Western Washington school district sues JUUL over vaping epidemic

LA CONNER, Wash. -- A school district in Skagit County has joined a handful of other school districts across the country in filing a lawsuit against mega e-cigarette maker JUUL, claiming that the company targeted teenagers and played a major role in a vaping epidemic among high school students nationwide.

The La Conner School District is one of four school districts named in the suit, according to a report from The Oregonian. The other three are in Kansas, New York and Missouri.

La Conner district officials said in a prepared statement that they believe JUUL targeted students in "an illegal manner."

Our research shows us that even liquids claiming to be "nicotine free" more often than not contain nicotine. As a result, our youth are becoming addicted to nicotine and other substances at an alarming rate. Since these products are unregulated, it's impossible to know what exactly is being ingested.

We are tired of companies targeting our youth. We are weary of predatory marketing tactics that seek to steal health and money from our most vulnerable citizens all in the name of a profit. And we are exhausted from shifting limited resources away from the classroom and into unfunded supports and interventions to help our children recover from harm we didn't cause. We will keep helping them, of course, but imagine a school system free from predatory products like those provided by Juul. 

La Conner chooses to be part of this lawsuit in the name of the health, safety, and education our children deserve. 

JUUL has not commented on the lawsuit yet, though in the past the company has defended itself by saying that its products are designed to help adult smokers quit cigarettes.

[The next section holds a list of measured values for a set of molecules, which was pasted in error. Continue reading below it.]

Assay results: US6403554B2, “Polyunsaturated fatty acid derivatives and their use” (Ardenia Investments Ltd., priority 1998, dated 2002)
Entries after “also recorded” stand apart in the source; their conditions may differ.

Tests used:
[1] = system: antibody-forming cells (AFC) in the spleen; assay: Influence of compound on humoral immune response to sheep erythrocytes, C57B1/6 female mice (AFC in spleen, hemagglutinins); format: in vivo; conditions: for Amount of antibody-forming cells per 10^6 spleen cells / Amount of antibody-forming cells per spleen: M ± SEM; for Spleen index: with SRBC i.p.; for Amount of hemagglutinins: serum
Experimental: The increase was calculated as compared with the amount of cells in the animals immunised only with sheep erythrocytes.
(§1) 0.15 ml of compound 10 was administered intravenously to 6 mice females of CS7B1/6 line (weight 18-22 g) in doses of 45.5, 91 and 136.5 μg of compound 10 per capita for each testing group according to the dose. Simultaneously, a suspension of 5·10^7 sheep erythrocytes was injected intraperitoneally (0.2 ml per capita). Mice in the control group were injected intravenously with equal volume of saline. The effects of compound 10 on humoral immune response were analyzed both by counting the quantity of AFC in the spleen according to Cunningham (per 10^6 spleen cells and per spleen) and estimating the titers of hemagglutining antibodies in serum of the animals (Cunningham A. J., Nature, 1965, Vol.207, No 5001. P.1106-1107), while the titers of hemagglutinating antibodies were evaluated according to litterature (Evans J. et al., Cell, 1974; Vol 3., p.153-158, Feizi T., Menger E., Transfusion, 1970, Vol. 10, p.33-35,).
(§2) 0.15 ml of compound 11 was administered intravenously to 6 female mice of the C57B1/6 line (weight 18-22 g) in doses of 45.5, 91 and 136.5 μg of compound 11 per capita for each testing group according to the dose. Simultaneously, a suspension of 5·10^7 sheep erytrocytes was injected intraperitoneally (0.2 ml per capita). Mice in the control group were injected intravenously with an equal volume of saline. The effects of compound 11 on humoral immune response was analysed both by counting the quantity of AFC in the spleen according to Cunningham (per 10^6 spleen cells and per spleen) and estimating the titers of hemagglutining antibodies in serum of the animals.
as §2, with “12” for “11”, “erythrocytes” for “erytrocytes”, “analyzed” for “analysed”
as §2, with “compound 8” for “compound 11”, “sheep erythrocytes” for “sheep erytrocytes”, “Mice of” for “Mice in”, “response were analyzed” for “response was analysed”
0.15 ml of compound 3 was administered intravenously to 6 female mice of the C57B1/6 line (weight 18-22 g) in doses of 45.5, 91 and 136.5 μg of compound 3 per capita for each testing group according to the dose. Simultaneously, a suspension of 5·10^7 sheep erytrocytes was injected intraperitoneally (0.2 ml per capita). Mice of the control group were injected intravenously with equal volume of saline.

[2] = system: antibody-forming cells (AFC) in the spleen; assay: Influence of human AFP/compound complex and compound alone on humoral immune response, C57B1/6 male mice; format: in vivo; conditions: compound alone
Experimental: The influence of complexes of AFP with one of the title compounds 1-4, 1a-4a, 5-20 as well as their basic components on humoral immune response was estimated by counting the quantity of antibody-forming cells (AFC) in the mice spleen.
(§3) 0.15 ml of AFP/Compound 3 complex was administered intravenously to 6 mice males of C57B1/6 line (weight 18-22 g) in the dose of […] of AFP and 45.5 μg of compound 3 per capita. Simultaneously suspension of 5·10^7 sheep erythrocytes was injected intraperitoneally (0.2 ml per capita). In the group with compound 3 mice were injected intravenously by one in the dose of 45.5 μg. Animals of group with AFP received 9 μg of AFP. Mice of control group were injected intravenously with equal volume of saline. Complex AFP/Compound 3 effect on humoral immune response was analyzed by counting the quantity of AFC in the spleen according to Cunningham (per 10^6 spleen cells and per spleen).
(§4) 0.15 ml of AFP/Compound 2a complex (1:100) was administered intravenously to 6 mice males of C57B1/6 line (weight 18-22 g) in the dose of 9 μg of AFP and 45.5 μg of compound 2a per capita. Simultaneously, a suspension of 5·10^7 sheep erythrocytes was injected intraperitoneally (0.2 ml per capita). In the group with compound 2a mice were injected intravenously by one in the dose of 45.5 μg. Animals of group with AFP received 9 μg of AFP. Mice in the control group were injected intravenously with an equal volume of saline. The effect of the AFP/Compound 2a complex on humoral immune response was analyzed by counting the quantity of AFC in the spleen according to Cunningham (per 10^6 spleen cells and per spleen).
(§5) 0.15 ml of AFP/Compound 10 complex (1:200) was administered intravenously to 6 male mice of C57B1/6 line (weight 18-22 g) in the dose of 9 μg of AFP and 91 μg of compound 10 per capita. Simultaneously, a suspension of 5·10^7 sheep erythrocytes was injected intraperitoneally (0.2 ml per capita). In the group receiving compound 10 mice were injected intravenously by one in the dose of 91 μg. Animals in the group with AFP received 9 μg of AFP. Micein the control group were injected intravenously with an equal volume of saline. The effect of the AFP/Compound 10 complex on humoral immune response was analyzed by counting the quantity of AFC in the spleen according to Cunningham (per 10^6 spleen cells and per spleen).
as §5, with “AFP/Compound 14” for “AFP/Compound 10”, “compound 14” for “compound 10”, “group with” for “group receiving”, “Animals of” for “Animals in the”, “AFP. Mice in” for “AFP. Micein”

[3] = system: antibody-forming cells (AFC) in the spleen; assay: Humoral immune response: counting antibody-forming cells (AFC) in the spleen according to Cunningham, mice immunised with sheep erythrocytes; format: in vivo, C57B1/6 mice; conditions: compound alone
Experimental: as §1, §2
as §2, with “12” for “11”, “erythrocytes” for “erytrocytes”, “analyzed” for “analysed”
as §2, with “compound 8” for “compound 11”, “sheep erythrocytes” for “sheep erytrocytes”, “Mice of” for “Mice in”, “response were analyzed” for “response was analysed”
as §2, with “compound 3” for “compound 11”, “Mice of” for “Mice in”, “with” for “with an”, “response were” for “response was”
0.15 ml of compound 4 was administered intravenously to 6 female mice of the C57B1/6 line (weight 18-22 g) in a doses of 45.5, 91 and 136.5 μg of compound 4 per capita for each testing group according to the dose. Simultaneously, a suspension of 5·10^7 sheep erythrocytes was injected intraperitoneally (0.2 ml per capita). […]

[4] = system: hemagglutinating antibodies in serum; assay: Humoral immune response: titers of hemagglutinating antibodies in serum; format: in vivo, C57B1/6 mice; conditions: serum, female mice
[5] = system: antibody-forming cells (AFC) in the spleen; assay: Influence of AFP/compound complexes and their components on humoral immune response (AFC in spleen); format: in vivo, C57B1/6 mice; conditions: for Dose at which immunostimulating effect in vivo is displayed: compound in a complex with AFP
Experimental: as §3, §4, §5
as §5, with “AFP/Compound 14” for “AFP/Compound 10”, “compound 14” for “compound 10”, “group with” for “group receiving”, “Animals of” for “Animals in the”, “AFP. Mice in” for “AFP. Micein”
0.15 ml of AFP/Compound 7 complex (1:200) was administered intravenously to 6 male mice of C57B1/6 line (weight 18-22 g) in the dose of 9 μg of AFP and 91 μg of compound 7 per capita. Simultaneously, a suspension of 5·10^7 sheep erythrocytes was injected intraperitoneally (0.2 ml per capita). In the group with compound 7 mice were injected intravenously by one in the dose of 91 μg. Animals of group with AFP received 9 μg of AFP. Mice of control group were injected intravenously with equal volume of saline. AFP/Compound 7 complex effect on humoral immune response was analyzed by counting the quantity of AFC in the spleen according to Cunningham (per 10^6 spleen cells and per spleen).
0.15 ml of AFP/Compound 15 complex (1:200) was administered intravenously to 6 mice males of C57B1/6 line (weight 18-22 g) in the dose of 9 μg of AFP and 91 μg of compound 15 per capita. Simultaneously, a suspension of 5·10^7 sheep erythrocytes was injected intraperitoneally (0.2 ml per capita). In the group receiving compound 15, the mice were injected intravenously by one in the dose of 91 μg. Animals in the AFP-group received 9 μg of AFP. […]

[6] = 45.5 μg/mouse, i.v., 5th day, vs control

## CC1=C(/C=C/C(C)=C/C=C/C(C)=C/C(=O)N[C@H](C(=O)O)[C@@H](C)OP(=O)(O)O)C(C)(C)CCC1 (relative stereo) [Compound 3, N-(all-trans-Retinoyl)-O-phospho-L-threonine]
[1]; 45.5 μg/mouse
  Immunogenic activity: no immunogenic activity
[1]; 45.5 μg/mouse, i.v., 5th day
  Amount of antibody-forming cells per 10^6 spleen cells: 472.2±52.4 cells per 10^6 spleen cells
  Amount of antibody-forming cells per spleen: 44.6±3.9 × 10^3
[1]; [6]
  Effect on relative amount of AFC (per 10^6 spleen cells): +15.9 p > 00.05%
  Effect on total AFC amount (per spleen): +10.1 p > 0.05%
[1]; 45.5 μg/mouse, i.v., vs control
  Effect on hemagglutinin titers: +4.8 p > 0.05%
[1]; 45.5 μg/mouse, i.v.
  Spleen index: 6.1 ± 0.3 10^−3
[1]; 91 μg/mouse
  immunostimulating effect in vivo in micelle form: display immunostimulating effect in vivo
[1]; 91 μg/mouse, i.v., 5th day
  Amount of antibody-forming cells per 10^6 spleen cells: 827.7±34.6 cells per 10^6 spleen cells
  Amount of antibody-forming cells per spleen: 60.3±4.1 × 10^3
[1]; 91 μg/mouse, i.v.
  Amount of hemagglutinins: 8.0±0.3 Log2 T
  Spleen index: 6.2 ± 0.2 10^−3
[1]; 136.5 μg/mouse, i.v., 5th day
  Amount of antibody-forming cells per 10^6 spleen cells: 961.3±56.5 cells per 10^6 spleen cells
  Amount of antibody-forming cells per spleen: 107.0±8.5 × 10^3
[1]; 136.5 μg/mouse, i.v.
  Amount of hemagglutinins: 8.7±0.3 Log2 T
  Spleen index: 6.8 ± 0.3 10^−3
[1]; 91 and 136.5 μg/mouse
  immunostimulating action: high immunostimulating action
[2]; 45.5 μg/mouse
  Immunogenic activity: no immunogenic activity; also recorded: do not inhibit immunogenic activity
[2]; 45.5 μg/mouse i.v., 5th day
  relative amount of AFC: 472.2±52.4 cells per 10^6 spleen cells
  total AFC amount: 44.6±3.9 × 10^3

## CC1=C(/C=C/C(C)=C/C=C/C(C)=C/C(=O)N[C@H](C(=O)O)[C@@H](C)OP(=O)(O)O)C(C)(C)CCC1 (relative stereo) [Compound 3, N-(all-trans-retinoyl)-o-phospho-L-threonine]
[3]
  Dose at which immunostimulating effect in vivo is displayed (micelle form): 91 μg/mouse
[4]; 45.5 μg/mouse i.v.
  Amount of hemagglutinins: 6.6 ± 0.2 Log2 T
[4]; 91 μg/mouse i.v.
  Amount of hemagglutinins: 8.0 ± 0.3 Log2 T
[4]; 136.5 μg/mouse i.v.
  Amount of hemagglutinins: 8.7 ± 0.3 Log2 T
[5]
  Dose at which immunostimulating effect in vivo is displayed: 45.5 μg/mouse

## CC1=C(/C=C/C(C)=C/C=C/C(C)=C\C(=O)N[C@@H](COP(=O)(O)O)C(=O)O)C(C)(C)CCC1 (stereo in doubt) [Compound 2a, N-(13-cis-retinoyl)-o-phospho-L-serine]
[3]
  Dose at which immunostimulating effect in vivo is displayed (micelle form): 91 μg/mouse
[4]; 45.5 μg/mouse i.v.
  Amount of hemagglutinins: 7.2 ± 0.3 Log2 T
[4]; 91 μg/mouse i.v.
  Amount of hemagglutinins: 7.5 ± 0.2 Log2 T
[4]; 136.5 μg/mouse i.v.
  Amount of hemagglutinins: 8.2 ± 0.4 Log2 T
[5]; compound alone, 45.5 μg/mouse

In July, a congressional committee investigation found that JUUL “deployed a sophisticated program to enter schools and convey its messaging directly to teenage children."

In one case, Juul paid $134,000 to sponsor a five-week “holistic health education” summer camp in Baltimore that “recruited from grades 3 through 12.”

The company shut down all print, broadcast and digital advertising in late September, also replacing its CEO with a senior executive form the maker of Marlboro cigarettes.

Here at home, the Washington state Board of Health will vote today on whether to ban flavored vaping products statewide in response to a nationwide outbreak of vaping-related illnesses. Officials are now saying that most of the illnesses -- and 18 deaths -- are from vaping THC products, but investigators still have not identified a cause for the severe lung illness that has sicked more than 1,000 people.

Parents, teachers and health advocates have increasingly called for a crackdown on flavors, arguing that they are overwhelmingly to blame for the explosion in underage vaping by U.S. teens, particularly with JUUL devices that are small and discreet.

The state Department of Health has released a free app to help teens and adults quit vaping.